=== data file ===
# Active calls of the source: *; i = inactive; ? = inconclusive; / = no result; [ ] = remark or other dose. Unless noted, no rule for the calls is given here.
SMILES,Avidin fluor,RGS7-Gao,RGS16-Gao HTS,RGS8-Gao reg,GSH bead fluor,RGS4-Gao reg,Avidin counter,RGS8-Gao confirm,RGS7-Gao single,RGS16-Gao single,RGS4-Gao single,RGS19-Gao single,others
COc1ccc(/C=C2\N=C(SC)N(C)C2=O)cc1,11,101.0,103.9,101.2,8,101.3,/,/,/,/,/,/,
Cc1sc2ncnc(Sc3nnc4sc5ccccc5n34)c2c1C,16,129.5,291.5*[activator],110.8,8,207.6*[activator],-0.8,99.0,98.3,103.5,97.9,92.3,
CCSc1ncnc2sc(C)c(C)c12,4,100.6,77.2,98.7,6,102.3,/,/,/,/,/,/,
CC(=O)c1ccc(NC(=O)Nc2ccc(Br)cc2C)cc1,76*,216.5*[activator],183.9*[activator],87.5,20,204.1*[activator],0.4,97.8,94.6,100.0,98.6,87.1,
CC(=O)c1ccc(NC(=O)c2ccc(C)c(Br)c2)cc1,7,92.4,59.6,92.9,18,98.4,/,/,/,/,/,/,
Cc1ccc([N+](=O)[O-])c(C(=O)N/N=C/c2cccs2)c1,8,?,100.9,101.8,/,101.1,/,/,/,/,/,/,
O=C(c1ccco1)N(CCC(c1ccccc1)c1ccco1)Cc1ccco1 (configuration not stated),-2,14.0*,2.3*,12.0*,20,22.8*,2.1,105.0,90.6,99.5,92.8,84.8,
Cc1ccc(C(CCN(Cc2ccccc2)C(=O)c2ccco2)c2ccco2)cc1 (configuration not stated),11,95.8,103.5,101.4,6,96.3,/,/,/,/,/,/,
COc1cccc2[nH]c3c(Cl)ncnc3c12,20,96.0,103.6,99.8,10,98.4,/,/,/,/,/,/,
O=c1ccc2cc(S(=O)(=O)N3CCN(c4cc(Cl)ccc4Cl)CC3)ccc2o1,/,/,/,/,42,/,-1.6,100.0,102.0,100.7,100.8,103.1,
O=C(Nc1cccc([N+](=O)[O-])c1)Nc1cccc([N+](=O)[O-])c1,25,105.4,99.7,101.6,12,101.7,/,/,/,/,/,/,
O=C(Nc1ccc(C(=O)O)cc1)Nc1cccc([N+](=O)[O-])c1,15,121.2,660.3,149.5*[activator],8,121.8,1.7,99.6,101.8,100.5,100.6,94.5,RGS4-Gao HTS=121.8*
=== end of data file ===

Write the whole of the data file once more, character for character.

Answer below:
# Active calls of the source: *; i = inactive; ? = inconclusive; / = no result; [ ] = remark or other dose. Unless noted, no rule for the calls is given here.
SMILES,Avidin fluor,RGS7-Gao,RGS16-Gao HTS,RGS8-Gao reg,GSH bead fluor,RGS4-Gao reg,Avidin counter,RGS8-Gao confirm,RGS7-Gao single,RGS16-Gao single,RGS4-Gao single,RGS19-Gao single,others
COc1ccc(/C=C2\N=C(SC)N(C)C2=O)cc1,11,101.0,103.9,101.2,8,101.3,/,/,/,/,/,/,
Cc1sc2ncnc(Sc3nnc4sc5ccccc5n34)c2c1C,16,129.5,291.5*[activator],110.8,8,207.6*[activator],-0.8,99.0,98.3,103.5,97.9,92.3,
CCSc1ncnc2sc(C)c(C)c12,4,100.6,77.2,98.7,6,102.3,/,/,/,/,/,/,
CC(=O)c1ccc(NC(=O)Nc2ccc(Br)cc2C)cc1,76*,216.5*[activator],183.9*[activator],87.5,20,204.1*[activator],0.4,97.8,94.6,100.0,98.6,87.1,
CC(=O)c1ccc(NC(=O)c2ccc(C)c(Br)c2)cc1,7,92.4,59.6,92.9,18,98.4,/,/,/,/,/,/,
Cc1ccc([N+](=O)[O-])c(C(=O)N/N=C/c2cccs2)c1,8,?,100.9,101.8,/,101.1,/,/,/,/,/,/,
O=C(c1ccco1)N(CCC(c1ccccc1)c1ccco1)Cc1ccco1 (configuration not stated),-2,14.0*,2.3*,12.0*,20,22.8*,2.1,105.0,90.6,99.5,92.8,84.8,
Cc1ccc(C(CCN(Cc2ccccc2)C(=O)c2ccco2)c2ccco2)cc1 (configuration not stated),11,95.8,103.5,101.4,6,96.3,/,/,/,/,/,/,
COc1cccc2[nH]c3c(Cl)ncnc3c12,20,96.0,103.6,99.8,10,98.4,/,/,/,/,/,/,
O=c1ccc2cc(S(=O)(=O)N3CCN(c4cc(Cl)ccc4Cl)CC3)ccc2o1,/,/,/,/,42,/,-1.6,100.0,102.0,100.7,100.8,103.1,
O=C(Nc1cccc([N+](=O)[O-])c1)Nc1cccc([N+](=O)[O-])c1,25,105.4,99.7,101.6,12,101.7,/,/,/,/,/,/,
O=C(Nc1ccc(C(=O)O)cc1)Nc1cccc([N+](=O)[O-])c1,15,121.2,660.3,149.5*[activator],8,121.8,1.7,99.6,101.8,100.5,100.6,94.5,RGS4-Gao HTS=121.8*